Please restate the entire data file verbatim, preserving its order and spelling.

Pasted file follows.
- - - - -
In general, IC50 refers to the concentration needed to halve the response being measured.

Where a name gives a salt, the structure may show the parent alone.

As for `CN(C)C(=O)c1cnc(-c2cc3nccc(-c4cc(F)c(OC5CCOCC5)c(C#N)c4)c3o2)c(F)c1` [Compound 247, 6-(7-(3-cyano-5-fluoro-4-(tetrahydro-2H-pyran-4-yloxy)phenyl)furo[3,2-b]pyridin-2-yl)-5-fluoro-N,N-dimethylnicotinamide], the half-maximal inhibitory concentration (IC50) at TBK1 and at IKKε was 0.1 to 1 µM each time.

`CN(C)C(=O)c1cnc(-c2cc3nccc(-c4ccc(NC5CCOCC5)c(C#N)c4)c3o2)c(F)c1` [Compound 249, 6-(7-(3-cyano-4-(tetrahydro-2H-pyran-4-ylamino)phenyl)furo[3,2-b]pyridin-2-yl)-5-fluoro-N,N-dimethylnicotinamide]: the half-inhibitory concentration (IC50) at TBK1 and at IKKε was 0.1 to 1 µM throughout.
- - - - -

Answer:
In general, IC50 refers to the concentration needed to halve the response being measured.

Where a name gives a salt, the structure may show the parent alone.

As for `CN(C)C(=O)c1cnc(-c2cc3nccc(-c4cc(F)c(OC5CCOCC5)c(C#N)c4)c3o2)c(F)c1` [Compound 247, 6-(7-(3-cyano-5-fluoro-4-(tetrahydro-2H-pyran-4-yloxy)phenyl)furo[3,2-b]pyridin-2-yl)-5-fluoro-N,N-dimethylnicotinamide], the half-maximal inhibitory concentration (IC50) at TBK1 and at IKKε was 0.1 to 1 µM each time.

`CN(C)C(=O)c1cnc(-c2cc3nccc(-c4ccc(NC5CCOCC5)c(C#N)c4)c3o2)c(F)c1` [Compound 249, 6-(7-(3-cyano-4-(tetrahydro-2H-pyran-4-ylamino)phenyl)furo[3,2-b]pyridin-2-yl)-5-fluoro-N,N-dimethylnicotinamide]: the half-inhibitory concentration (IC50) at TBK1 and at IKKε was 0.1 to 1 µM throughout.